A series taken from the 162-page Motor Sport special 100 Greatest Grands Prix (other specials are available here).
Disobedience is perceived as a relatively fresh motor racing phenomenon – but that’s nonsense. Team orders have always played their part. In 1937 it was Manfred von Brauchitsch who opted to ignore them.
There were a few key names missing from the Monaco GP entry, because Hermann Lang was unwell and Dick Seaman was recovering from injuries sustained at the Nürburgring. Tazio Nuvolari, meanwhile, was otherwise engaged testing for Alfa Romeo at Monza.
There was still a fine field, though, Rudolf Caracciola leading initially from Mercedes team-mate von Brauchitsch, with the Auto Unions of Bernd Rosemeyer and Hans Stuck following. The Mercedes duo gradually pulled away at the front, but Rosemeyer then closed the gap and had all but caught von Brauchitsch when steering failure pitched him off the road. In his absence, the Mercedes drivers continued to set a fierce pace until Caracciola pitted with a serious misfire, shortly before half-distance. Repairs took more than three minutes and von Brauchitsch was clear.
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The new leader made what should have been a routine stop on the 68th of 100 laps… but a front brake jammed and he lost just enough time to rejoin in front of the hard-charging Caracciola, who had recovered to second. The pair resumed where they had earlier left off… and team chief Alfred Neubauer signalled that von Brauchitsch should cede – an invitation he declined. He resisted until lap 80… and then only because he knew Caracciola had trashed his tyres, so would have to pit afresh. He did – and the prototype Sebastian Vettel cruised to the flag. SA
About 100 Greatest Grands Prix | From the editor Damien Smith
The Grand Prix motor races we can never forget…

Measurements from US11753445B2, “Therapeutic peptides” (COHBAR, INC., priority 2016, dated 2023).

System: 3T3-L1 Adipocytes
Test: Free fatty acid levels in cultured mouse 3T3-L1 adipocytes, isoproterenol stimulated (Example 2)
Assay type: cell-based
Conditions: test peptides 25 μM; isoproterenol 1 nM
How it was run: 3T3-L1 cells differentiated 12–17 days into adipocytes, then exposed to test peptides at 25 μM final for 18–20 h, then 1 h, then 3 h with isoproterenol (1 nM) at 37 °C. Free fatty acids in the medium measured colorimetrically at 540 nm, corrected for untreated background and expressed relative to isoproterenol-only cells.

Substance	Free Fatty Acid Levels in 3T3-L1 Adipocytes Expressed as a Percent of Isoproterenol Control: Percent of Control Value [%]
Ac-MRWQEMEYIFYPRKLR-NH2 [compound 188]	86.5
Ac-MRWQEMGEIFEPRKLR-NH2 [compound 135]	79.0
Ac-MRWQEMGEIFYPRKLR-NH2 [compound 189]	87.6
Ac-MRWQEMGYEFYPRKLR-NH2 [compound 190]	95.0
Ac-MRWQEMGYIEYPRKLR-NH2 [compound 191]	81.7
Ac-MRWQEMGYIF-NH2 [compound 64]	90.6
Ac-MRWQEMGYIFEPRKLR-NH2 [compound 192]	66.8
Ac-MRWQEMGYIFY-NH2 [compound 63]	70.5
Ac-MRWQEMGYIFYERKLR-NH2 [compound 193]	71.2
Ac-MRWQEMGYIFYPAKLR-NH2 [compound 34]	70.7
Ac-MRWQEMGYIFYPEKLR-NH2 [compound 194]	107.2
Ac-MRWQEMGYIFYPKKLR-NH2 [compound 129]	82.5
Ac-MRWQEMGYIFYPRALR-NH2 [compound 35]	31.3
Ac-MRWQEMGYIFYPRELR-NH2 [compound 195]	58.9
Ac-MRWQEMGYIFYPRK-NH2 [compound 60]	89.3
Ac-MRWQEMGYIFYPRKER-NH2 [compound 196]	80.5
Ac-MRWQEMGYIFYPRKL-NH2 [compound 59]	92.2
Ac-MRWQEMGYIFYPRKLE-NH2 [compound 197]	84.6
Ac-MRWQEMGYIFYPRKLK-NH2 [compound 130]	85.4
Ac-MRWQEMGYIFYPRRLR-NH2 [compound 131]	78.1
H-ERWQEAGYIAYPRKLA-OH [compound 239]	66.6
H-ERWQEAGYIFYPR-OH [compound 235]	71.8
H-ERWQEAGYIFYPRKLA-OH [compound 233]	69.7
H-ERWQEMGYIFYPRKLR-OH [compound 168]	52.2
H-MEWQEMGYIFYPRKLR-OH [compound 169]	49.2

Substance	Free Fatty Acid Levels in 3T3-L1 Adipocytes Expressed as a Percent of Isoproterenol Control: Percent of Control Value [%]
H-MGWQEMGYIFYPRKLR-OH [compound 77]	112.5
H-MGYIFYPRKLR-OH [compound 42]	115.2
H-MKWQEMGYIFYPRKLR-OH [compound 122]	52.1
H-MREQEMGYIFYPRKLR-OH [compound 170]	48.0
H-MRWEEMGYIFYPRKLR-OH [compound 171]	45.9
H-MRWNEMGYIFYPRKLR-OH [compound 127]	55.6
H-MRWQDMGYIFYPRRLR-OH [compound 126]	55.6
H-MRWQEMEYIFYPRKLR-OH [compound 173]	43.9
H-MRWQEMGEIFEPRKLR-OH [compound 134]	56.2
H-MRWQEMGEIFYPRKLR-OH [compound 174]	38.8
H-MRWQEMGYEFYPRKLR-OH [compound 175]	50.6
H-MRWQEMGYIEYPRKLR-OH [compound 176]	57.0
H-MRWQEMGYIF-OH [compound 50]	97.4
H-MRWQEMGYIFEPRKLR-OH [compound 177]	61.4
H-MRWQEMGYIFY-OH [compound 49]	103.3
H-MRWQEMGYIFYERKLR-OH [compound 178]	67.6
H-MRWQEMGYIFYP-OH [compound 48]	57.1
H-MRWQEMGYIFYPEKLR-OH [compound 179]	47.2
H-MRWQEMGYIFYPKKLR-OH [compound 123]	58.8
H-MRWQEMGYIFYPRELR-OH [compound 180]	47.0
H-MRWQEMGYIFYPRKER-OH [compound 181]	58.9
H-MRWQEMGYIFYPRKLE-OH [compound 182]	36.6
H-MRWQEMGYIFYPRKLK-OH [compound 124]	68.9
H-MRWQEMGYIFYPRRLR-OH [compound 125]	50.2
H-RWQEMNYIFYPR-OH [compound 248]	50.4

This was a special one-off magazine, dedicated to our love of Grand Prix racing and produced by the same team that brings you Motor Sport each month.
It seemed a good idea: whittle down 107 years of racing history to come up with 100 GPs that could be considered the ‘greatest’ – then rank them in meritocratic order. By week three, the old grey matter was beginning to ache…
Defining greatness was the first task. There were the obvious races – the wheel-to-wheel duels, the comeback classics. But there were also individual performances of supreme dominance, races that might not necessarily have been the most exciting to witness. Greatness goes way beyond thrill-a-minute, we decided.
Choosing which races should make the list was hard enough; ranking the top 100 in some sort of order was even tougher, especially when it came to the crunch: which should be number one? We never did agree unanimously on the ‘greatest’, but if the magazine was to be finished a decision had to be taken. And that’s what I’m here for!
Will you agree with our choice and order? Probably not. But if steam begins to issue from your ears, take a deep breath. In any exercise such as this, there is no definitive list – because there can’t be. Our top 100 is based on opinion, nothing more, designed to be a bit of fun and to spark good-natured debate among fans of the world’s greatest sport.
You can download 100 Greatest Grands Prix in PDF form in the Motor Sport app.